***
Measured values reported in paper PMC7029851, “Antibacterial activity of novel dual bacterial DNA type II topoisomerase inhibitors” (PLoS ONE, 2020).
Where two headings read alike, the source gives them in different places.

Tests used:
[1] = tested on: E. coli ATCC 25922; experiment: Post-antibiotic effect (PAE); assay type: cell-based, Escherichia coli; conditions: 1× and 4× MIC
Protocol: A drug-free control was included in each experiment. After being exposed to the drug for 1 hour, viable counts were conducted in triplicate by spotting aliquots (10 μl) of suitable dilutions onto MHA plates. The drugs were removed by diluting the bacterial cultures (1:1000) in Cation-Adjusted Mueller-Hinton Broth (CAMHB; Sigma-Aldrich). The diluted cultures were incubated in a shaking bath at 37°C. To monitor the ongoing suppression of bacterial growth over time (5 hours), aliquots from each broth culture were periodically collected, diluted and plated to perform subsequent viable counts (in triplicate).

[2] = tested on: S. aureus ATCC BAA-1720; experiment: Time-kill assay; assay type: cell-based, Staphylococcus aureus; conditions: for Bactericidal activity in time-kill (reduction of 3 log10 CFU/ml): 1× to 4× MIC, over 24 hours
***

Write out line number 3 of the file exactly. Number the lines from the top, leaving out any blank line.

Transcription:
Tests used: